Are Working Moms Driving Childhood Obesity?

No worries, I am already holding my ears to avoid the screams of protest that I expect to get in response to this post.

But the idea that working moms may well play a noticeable role in the development of childhood obesity is indeed one that is suggested by Angela Pinot de Moira and colleagues from University College London, UK, in a paper just published online in the American Journal of Epidemiology.

The premise is simple: one of the most dramatic demographic shifts in the last decades has been the proportion of moms that work. From being the exception in the 60s, to becoming pretty much the norm for the majority of mothers today, this demographic shift has undoubtedly had profound effects on family life.

Not surprisingly, some have argued, that not having a parent at home (and traditionally this used to be the mom) may very much increase the risk of weight gain in offspring.

Thus, not only do “latchkey kids” have more freedom to eat unhealthy foods and spend afternoons slumped in front of the TV or computer, but long hours at work can also leave moms (or dads) short of time to prepare healthy family meals (ergo the dramatic rise in fastfood and family restaurants).

In addition, working mothers (or dads) may also have to drive their children to school rather than have the time to walk them there and working partents certainly don’t have the time to watch over their kids on the playground all afternoon or be at home in case their kids scrape a leg falling off their bikes or get beaten up by the neighbourhood bully.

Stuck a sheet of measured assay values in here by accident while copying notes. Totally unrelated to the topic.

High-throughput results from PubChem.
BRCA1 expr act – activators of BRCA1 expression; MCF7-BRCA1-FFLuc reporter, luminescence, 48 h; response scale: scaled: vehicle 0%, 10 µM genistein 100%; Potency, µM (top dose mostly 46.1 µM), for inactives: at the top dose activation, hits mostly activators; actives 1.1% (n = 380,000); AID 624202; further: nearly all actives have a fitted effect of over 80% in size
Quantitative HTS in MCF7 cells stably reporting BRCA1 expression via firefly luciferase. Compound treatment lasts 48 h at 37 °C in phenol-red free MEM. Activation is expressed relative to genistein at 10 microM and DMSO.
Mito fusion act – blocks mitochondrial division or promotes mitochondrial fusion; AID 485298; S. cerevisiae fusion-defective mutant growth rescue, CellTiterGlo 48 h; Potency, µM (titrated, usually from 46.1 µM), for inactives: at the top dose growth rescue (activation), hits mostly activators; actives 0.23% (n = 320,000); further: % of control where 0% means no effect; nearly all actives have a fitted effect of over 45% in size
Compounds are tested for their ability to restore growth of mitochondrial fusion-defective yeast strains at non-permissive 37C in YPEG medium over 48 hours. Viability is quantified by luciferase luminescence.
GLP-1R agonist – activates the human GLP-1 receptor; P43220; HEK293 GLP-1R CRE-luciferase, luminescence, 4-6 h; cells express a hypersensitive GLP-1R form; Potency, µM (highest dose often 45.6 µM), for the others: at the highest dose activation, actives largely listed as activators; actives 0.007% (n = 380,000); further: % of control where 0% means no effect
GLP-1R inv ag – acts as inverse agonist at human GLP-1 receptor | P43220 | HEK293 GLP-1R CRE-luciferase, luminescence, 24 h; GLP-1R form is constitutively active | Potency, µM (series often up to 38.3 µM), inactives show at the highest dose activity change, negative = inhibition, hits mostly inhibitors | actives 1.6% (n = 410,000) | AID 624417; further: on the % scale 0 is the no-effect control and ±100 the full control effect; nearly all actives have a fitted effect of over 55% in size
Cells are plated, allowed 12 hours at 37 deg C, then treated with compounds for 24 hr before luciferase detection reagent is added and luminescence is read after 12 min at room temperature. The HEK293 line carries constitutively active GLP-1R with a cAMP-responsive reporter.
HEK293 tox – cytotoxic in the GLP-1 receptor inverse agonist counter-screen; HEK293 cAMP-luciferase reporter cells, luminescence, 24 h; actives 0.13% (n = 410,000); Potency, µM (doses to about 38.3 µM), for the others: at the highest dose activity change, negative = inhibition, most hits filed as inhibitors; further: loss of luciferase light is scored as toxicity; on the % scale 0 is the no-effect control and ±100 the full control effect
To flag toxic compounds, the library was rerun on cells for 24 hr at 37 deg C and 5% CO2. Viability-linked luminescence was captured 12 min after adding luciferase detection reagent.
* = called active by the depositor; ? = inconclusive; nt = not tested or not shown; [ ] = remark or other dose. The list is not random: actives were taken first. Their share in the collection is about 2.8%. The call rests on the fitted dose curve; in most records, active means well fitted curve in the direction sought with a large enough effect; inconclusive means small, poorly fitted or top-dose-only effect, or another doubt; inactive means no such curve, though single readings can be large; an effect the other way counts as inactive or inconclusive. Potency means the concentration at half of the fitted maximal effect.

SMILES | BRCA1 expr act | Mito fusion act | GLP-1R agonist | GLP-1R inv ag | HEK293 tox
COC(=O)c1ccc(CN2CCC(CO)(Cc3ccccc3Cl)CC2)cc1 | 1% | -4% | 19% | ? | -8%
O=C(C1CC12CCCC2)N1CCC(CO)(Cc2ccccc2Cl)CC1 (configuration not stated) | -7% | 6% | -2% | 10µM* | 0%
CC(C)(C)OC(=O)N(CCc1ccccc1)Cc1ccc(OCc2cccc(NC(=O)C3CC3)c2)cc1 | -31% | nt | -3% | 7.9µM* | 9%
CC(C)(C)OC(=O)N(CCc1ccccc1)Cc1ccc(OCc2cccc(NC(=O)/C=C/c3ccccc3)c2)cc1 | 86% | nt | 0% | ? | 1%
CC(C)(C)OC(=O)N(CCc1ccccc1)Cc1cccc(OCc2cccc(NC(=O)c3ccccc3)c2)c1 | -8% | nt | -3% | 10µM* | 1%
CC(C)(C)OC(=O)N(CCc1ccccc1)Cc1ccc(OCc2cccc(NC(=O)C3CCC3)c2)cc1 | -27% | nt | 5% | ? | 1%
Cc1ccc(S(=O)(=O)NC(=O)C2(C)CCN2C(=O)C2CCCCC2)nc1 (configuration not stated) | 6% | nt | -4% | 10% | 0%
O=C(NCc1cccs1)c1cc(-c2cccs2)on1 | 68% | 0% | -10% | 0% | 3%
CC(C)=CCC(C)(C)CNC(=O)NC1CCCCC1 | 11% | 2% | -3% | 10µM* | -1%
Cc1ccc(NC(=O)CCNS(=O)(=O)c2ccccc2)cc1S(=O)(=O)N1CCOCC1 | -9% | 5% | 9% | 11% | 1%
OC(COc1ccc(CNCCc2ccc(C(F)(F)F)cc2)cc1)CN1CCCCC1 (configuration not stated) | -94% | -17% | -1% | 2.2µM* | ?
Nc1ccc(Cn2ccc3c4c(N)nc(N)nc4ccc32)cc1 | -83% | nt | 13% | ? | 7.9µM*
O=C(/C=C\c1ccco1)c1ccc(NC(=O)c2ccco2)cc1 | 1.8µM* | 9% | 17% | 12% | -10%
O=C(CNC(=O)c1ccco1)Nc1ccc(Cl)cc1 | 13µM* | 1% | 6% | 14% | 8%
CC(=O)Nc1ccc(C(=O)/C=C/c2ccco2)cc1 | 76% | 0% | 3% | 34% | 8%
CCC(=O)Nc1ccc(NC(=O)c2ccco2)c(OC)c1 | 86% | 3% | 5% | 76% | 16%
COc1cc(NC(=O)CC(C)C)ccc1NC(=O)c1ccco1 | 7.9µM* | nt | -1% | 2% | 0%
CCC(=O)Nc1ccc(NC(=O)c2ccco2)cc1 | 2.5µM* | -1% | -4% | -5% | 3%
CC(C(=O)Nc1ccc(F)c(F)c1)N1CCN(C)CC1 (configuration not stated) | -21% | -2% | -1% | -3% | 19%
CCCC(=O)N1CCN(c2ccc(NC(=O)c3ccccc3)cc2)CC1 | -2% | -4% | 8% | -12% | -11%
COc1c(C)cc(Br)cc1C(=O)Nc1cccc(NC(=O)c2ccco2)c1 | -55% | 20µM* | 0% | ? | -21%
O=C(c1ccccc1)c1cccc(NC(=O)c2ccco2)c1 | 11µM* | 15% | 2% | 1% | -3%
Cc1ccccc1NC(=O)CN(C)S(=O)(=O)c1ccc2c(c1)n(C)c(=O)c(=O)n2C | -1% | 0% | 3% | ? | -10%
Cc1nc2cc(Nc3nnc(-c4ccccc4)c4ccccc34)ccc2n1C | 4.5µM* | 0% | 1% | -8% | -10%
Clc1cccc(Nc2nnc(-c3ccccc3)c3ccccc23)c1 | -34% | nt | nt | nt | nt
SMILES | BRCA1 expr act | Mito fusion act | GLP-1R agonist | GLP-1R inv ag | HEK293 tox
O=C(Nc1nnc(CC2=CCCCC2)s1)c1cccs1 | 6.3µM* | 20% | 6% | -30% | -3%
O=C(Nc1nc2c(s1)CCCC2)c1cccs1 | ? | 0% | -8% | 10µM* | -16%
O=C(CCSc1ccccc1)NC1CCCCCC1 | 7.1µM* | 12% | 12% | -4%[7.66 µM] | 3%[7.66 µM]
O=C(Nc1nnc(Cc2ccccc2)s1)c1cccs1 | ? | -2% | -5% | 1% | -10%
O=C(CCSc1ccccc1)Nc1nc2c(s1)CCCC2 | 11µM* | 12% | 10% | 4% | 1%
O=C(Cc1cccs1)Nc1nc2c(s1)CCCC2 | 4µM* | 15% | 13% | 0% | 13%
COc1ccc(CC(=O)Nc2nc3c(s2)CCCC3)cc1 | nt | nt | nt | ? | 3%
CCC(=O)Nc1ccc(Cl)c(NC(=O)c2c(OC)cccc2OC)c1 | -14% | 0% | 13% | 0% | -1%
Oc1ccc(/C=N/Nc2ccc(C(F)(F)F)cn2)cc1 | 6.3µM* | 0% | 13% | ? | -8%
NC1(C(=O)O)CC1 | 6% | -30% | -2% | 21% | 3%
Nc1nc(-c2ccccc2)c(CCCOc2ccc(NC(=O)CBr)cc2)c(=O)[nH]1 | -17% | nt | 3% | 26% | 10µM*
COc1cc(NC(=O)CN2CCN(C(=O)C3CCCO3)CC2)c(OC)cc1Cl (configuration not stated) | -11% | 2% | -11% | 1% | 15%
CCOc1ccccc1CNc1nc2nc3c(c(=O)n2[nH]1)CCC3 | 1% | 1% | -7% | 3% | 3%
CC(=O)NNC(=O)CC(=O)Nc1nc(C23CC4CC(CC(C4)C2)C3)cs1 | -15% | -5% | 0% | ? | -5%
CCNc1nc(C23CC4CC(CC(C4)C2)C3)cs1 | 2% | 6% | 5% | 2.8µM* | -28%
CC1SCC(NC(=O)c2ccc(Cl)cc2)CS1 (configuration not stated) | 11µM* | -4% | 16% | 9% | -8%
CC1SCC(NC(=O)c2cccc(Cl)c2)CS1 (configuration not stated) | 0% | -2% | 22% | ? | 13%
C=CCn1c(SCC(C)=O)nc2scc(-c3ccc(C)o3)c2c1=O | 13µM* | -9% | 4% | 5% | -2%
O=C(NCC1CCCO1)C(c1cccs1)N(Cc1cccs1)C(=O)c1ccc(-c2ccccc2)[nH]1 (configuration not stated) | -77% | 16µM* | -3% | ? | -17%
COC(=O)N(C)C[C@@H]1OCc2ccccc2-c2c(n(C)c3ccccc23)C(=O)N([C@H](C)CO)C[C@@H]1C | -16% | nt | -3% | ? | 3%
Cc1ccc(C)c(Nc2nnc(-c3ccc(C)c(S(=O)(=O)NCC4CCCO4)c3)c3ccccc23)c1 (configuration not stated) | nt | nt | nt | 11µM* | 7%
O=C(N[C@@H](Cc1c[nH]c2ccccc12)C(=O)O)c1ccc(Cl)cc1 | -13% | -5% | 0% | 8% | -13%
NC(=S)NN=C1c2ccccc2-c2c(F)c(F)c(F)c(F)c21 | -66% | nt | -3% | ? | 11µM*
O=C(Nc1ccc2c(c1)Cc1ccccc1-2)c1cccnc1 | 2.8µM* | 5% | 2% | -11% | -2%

So is this hypothesis borne out by the data?

To address this question, the authors examined members of a 1958 British birth cohort (age 7 years, n=8,552) and offspring (ages 4-9 years, n=1,889) born to mothers under age 30 years to establish whether risk factors for childhood obesity have changed over time (1965-1991).

The authors found that the prevalence of overweight/obesity had increased by more than 50% between generations and that parental BMI was strongly associated with offspring BMI.

But perhaps more interestingly, full-time maternal employment turned out to be positively associated with offspring BMI in childhood with an increase of 0.4-0.5 units in kids with working moms. This relationship was in fact stronger in the offspring than in the original cohort.

Maternal employment was found to have increased by more than 30% across generations, as a result of which, the population attributable risk maternal employment increased from 3.1% to 7.8% across generations.

In addition, the authors noted that smaller family size and fewer younger siblings were also associated with increased childhood BMI.

As argued by Elizabeth Warren and Amelia Warren Tyagi in their bestseller “The Two Income Trap: Why Middle-Class Mothers and Fathers Are Going Broke“, even if all kinds of issues may be linked to working moms, simply asking moms to stay at home is neither feasible nor socially desirable (incidentally, both authors are working moms).

Rather, other measures, including proper and affordable day care, accessible and supervised after-school activities and more flexibility in working hours may help moms (and dads) better meet the demands of their kids, thereby hopefully reducing their risk for obesity.

I wonder what my readers think of this hypothesis and what (if anything) can (should) be done about it.

Edmonton, Alberta

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de Moira AP, Power C, & Li L (2010). Changing Influences on Childhood Obesity: A Study of 2 Generations of the 1958 British Birth Cohort. American journal of epidemiology PMID: 20488872